‘Hell herons’, metallic beetles, tiny shrimp – scientists have been busy describing unusual creatures despite Covid restrictions
Six new dinosaurs, an Indian beetle named after Larry the cat, and dozens of crustaceans critical to the planet’s carbon cycle were among 552 new species identified by scientists at the Natural History Museum this year.
In 2021, researchers described previously unknown species across the tree of life, from a pair of giant carnivorous dinosaurs known as spinosaurs – nicknamed the “riverbank hunter” and “hell heron” – to five new snakes that include the Joseph’s racer, which was identified with the help of a 185-year-old painting.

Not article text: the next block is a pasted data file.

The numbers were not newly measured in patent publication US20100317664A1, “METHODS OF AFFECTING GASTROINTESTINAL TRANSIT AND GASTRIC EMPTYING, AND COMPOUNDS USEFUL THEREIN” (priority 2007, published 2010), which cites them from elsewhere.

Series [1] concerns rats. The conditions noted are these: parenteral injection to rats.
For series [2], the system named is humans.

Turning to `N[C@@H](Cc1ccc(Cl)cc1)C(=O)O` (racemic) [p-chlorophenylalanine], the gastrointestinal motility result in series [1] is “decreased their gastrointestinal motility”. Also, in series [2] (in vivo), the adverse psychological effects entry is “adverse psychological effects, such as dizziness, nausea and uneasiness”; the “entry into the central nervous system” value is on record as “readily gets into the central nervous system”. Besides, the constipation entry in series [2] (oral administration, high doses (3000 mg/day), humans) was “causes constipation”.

With international travel to field sites restricted, scientists at the London-based museum concentrated on describing existing collections and species that roamed the Earth millions of years ago.
“It has been a fantastic year for the description of new dinosaurs, especially from the UK,” said Dr Susannah Maidment, a senior researcher in paleobiology at the museum, who helped describe some of the new finds. “Although we’ve known about the UK’s dinosaur heritage for over 150 years, the application of new techniques and new data from around the world is helping us to uncover a hidden diversity of British dinosaurs.”
Spinosaurs were among four UK dinosaur species described by researchers alongside a new iguanodontian with an unusual snout from the Isle of Wight, and Pendraig milnerae, the earliest known carnivorous dinosaur from the UK…
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